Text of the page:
Tragedy is everywhere. The first notable one for me was 9/11. I was living in Hawaii and had just woken up to find my mom freaked out because of some attack in New York. I was 9, and so it just didn’t matter to me at the time. All I knew was that I got the day off from school because of it. When I was younger, I was oblivious to the conflicts and events of human history. My parents rarely talked about the news; our life revolved around us flying to this thing or that church event. I learned the news when I overheard others chatting. But when I got onto the Internet, and Facebook and Twitter, in 2009 — I was a late bloomer — the presence of certain events spread in my life. (Even though it was still technically overhearing other people’s conversations about the events.) I saw people respond to the shootings, to the earthquakes, and even the elections. Life became more present.
These painful events became more prevalent because of this new habit of posting responses to them. When I logged onto the computer on Monday, I was flooded with every business page and social media maven posting their response to the Boston marathon bombing. Many of them were heart-filled, stating that they were shocked by the horror of the events. The first tweet was helpful; it was an article by the New York Times covering the tragedy as it developed. The next post was less helpful, with the author making claims that a certain religion or secret group was to blame. And then I just saw every person posting their condolences about the event, showing how they felt in light of this tragedy.
But this is an expected pattern: the universality of every man/woman/website posting a response to the evil event has made the posts lose some of their emotional value. It seems to me that this idea of sharing one’s condolences for a tragedy has evolved into more of a common courtesy performed by all Internet denizens. I know that many posters actually feel for the victims and I understand that I can’t judge every person and their reasons for posting a Facebook status. But still, do these posts actually provide any legitimate value for the victims, or for those working to fix the situation?
Some see see the human response to this event as unhelpful. Journalism professor Jeff Jarvis noted that this bombing wasn’t picked for high casualty rates, or for a particular ideological agenda; it was designed to maximize mass media coverage:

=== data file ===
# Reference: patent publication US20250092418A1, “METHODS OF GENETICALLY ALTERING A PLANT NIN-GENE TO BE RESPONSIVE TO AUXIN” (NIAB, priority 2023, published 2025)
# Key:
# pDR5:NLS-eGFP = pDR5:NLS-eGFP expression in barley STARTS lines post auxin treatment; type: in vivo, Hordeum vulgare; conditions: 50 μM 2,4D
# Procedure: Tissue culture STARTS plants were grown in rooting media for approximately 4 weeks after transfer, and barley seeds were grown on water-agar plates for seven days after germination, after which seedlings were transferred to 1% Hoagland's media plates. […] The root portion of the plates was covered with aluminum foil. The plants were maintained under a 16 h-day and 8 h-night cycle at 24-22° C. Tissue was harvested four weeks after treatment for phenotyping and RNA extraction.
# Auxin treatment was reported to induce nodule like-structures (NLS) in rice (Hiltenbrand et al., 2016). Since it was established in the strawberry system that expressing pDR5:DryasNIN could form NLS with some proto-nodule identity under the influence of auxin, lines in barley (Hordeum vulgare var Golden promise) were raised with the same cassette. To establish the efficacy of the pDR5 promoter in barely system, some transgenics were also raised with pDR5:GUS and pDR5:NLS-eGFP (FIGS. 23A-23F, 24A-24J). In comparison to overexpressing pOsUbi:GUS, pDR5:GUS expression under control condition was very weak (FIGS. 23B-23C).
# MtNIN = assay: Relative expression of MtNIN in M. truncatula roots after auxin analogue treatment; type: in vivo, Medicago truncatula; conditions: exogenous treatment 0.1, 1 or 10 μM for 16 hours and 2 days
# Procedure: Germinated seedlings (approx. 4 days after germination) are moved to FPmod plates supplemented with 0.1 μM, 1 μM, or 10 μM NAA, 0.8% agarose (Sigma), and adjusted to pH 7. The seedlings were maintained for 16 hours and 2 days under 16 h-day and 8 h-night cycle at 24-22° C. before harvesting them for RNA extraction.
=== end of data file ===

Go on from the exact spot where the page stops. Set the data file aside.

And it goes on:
The attack on the Boston Marathon was designed to maximize media coverage: a popular event with cameras everywhere and a narrative that will be sure to follow about innocent enjoyment henceforth ruined by danger.
For years, we’ve been told to fear this: an attack on a football game or at Disneyland or in a mall, someplace without fear before. Instead, it happened at the marathon. No matter who committed this crime, a precedent is now set for those that unfortunately will follow. Now every time there is a popular event with many cameras that is open — not easily contained like a stadium — we will be taught to worry…..
…But the new factor this time — versus 9/11 or London’s bombings or Mumbai’s attacks or even the Atlanta Olympics’ — is the assured presence of media cameras at the finish line of the Boston Marathon. This was the media-centered attack.
Is there any value in the immense social media reaction to this tragedy? After all, the response reveals our common humanity, that necessary emotional aspect of each person who posts their condolences that is willing to help the victims. But how true is that? Would each and every person posting their response to the tragedy actually go out of their way to help the victims? I’m not sure. What worries me is that responses like these turn out to be what is often categorized as a form of “slacktivism,” where the posting of condolences is all that is done.
As for myself, I can’t answer this question. I hope that I would move beyond just posting, and towards financial and other support. I hope that in situations like this, that I would go beyond posting a quick “OMG” and would go out of my way to run straight into the disaster zone to help. I want to say I’d do that. But it is not until I arrive in those situations that I would know this.
It is for that reason that I appreciate the responses of men like Jeffrey Overstreet, who chose to recognize those who wouldn’t immediately post things, but choose to do something more helpful:
Thanks to those who turn off the bombardment of other people’s panic, rage, and confusion on Twitter and Facebook and TV and elsewhere… and who instead contribute to prayer and good work and grace, and to loving their friends and families and neighbors in a day that needs as much of that as we can give. Thank you to those who are, right now, using the remaining hours of this day to contribute in meaningful ways to the needs in front of us.
Thank you to those people.
I hope that I and my fellow Christians can choose to move beyond posting things and promoting things, and into the realm of action, of prayer and of doing our best to physically support our fellow man.